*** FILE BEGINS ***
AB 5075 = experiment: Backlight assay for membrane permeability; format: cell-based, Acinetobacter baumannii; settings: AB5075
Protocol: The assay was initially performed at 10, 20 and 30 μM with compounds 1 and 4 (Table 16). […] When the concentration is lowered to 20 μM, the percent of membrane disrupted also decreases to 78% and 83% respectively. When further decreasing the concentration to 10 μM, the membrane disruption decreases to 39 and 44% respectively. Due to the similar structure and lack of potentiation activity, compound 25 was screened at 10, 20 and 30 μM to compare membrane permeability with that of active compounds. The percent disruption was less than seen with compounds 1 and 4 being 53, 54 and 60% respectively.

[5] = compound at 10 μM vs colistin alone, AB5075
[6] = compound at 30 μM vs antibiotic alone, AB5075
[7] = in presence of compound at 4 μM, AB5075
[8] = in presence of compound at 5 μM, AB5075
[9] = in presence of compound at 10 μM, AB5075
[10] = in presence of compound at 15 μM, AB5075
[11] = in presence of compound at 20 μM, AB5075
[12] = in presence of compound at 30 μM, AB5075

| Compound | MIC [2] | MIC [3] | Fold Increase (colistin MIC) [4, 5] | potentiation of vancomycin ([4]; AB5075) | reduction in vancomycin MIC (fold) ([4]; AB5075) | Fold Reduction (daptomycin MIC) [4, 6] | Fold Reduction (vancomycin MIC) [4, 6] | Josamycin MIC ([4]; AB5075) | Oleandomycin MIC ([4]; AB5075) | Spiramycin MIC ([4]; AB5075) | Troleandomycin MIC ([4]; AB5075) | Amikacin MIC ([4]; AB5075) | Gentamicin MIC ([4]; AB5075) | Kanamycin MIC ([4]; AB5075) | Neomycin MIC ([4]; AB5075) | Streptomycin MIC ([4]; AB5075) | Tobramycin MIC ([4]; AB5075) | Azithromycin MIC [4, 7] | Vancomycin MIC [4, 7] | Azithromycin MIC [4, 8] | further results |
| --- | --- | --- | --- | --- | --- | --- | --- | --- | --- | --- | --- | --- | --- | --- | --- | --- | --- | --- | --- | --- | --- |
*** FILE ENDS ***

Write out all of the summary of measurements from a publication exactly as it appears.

AB 5075 = experiment: Backlight assay for membrane permeability; format: cell-based, Acinetobacter baumannii; settings: AB5075
Protocol: The assay was initially performed at 10, 20 and 30 μM with compounds 1 and 4 (Table 16). […] When the concentration is lowered to 20 μM, the percent of membrane disrupted also decreases to 78% and 83% respectively. When further decreasing the concentration to 10 μM, the membrane disruption decreases to 39 and 44% respectively. Due to the similar structure and lack of potentiation activity, compound 25 was screened at 10, 20 and 30 μM to compare membrane permeability with that of active compounds. The percent disruption was less than seen with compounds 1 and 4 being 53, 54 and 60% respectively.

[5] = compound at 10 μM vs colistin alone, AB5075
[6] = compound at 30 μM vs antibiotic alone, AB5075
[7] = in presence of compound at 4 μM, AB5075
[8] = in presence of compound at 5 μM, AB5075
[9] = in presence of compound at 10 μM, AB5075
[10] = in presence of compound at 15 μM, AB5075
[11] = in presence of compound at 20 μM, AB5075
[12] = in presence of compound at 30 μM, AB5075

| Compound | MIC [2] | MIC [3] | Fold Increase (colistin MIC) [4, 5] | potentiation of vancomycin ([4]; AB5075) | reduction in vancomycin MIC (fold) ([4]; AB5075) | Fold Reduction (daptomycin MIC) [4, 6] | Fold Reduction (vancomycin MIC) [4, 6] | Josamycin MIC ([4]; AB5075) | Oleandomycin MIC ([4]; AB5075) | Spiramycin MIC ([4]; AB5075) | Troleandomycin MIC ([4]; AB5075) | Amikacin MIC ([4]; AB5075) | Gentamicin MIC ([4]; AB5075) | Kanamycin MIC ([4]; AB5075) | Neomycin MIC ([4]; AB5075) | Streptomycin MIC ([4]; AB5075) | Tobramycin MIC ([4]; AB5075) | Azithromycin MIC [4, 7] | Vancomycin MIC [4, 7] | Azithromycin MIC [4, 8] | further results |
| --- | --- | --- | --- | --- | --- | --- | --- | --- | --- | --- | --- | --- | --- | --- | --- | --- | --- | --- | --- | --- | --- |